The state-of-the-art user facility has labs for manufacturing prototypes, testing devices, and integrating systems. The 15,000-square-foot facility provides researchers and cleantech businesses customized training and access to top-quality fabrication, characterization, and computational instruments. Specifically, these instruments are for printing, coating, and testing the materials and devices needed to achieve ultra-low-cost solar cells and batteries; as well as developing the system integration software and hardware to optimize the performance of devices and systems like vehicles, buildings, and the grid.

The Testbeds include:

  • The Scale-up & Characterization lab at the Testbeds offers a platform for prototyping authentic-scale solar and storage devices as well as testing manufacturing processes.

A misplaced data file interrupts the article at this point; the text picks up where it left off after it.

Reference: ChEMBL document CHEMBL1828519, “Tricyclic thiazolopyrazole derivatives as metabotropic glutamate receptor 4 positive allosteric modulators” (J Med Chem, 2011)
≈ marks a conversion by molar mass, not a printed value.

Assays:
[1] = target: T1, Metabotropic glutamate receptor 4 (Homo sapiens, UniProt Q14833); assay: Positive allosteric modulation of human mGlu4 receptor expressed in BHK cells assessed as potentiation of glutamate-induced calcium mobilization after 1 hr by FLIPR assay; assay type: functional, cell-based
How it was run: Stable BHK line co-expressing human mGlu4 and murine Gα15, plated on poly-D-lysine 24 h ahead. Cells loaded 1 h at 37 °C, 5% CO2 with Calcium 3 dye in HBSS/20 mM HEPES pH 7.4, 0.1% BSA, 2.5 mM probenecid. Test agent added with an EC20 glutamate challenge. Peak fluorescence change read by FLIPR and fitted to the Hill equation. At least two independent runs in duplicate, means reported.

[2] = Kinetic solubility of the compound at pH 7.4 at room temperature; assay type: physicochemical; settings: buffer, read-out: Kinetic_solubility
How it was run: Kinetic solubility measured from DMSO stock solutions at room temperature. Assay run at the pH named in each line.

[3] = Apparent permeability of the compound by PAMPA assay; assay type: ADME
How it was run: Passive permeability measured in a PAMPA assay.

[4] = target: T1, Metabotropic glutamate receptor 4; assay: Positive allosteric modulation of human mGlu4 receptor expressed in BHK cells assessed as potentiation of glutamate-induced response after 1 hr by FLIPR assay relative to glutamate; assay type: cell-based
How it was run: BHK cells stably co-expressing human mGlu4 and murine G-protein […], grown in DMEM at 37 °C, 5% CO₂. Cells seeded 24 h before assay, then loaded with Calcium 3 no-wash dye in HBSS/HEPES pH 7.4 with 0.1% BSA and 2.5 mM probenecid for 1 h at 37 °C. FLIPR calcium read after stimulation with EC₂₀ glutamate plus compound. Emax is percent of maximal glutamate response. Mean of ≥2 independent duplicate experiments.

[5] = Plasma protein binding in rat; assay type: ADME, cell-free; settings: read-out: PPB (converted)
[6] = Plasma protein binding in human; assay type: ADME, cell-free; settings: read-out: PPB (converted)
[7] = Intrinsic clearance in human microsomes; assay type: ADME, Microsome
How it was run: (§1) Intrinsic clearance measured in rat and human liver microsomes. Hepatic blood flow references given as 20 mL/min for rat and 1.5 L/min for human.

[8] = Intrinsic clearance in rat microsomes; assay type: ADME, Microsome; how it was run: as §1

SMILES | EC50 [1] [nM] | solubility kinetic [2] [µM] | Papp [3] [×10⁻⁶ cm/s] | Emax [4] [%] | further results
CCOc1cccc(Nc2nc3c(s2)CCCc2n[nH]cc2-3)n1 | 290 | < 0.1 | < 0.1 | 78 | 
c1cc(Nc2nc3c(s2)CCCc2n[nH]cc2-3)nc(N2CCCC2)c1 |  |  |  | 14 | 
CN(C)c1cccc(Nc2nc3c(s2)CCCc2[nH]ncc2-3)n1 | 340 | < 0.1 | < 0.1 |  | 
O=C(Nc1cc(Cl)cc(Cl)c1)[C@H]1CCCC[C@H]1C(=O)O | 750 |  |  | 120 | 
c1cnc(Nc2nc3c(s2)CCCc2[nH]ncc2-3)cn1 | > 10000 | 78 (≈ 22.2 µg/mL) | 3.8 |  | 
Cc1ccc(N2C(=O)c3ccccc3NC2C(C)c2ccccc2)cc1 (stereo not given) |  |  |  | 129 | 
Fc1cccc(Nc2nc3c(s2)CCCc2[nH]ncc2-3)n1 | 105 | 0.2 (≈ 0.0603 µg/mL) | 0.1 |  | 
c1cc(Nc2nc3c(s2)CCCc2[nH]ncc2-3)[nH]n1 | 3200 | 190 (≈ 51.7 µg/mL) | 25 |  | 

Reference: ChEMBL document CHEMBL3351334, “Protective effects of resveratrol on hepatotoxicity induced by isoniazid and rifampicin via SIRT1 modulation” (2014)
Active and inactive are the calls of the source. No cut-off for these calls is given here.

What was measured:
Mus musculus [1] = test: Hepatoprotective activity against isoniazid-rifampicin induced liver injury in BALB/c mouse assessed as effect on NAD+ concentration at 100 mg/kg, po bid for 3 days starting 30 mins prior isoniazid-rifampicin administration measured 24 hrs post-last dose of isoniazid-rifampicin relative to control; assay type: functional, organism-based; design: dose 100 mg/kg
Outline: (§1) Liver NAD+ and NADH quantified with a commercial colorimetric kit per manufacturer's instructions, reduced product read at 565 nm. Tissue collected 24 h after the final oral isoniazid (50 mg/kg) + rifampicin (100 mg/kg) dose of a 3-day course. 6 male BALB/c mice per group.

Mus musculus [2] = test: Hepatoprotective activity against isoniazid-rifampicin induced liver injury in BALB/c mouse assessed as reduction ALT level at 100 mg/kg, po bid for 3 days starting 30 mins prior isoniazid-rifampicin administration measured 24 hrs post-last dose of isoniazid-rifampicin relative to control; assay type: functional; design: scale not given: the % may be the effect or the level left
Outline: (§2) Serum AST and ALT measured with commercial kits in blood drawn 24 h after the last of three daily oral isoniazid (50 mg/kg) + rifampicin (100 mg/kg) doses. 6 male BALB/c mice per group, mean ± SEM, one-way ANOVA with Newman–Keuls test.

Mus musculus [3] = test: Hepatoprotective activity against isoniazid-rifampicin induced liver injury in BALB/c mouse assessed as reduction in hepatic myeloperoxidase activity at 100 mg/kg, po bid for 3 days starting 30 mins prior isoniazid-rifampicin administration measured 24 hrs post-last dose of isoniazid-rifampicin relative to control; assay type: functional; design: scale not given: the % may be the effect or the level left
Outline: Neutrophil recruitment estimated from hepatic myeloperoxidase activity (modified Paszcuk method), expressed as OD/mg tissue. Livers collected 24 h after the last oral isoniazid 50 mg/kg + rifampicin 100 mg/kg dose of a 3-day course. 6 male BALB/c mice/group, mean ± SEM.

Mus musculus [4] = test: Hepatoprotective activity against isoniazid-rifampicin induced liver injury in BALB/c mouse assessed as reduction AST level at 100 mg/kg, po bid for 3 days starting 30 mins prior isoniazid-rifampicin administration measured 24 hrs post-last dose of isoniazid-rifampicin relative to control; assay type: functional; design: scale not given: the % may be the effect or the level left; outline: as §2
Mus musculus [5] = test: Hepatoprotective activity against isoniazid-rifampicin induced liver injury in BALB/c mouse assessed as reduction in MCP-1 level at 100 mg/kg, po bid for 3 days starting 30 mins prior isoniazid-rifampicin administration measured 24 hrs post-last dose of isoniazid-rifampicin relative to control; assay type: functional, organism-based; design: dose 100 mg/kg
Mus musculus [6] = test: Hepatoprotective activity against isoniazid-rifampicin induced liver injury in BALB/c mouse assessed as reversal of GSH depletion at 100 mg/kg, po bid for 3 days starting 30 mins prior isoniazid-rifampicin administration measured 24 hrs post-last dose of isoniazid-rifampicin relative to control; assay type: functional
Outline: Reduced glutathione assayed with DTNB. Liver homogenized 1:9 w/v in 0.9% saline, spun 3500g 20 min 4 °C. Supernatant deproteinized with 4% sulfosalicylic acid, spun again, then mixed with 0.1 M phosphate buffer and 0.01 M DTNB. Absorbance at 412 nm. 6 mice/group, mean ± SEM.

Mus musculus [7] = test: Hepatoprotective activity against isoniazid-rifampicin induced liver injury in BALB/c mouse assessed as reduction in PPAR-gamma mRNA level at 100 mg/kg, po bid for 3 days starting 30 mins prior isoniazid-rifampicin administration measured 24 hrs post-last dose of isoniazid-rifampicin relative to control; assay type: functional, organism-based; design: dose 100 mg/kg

• The Systems Integration lab at the Testbeds provides an evaluation platform for testing the performance of energy devices and algorithms when integrated into real and simulated system environments.
  • The Testbeds offer users meeting and office space where they can work, collaborate, and further build their cleantech community.
  • The Research Training Testbed facility provides UW students access to research-quality tools and training in clean energy concepts that cut across academic disciplines.

Partners: UW, Washington Research Foundation, Pacific Northwest National Laboratory (PNNL)

Outside Dollars Leveraged: $6 million from the Washington Research Foundation.

More Information: https://www.cei.washington.edu/facilities/testbeds/

Washington Maritime Blue Initiative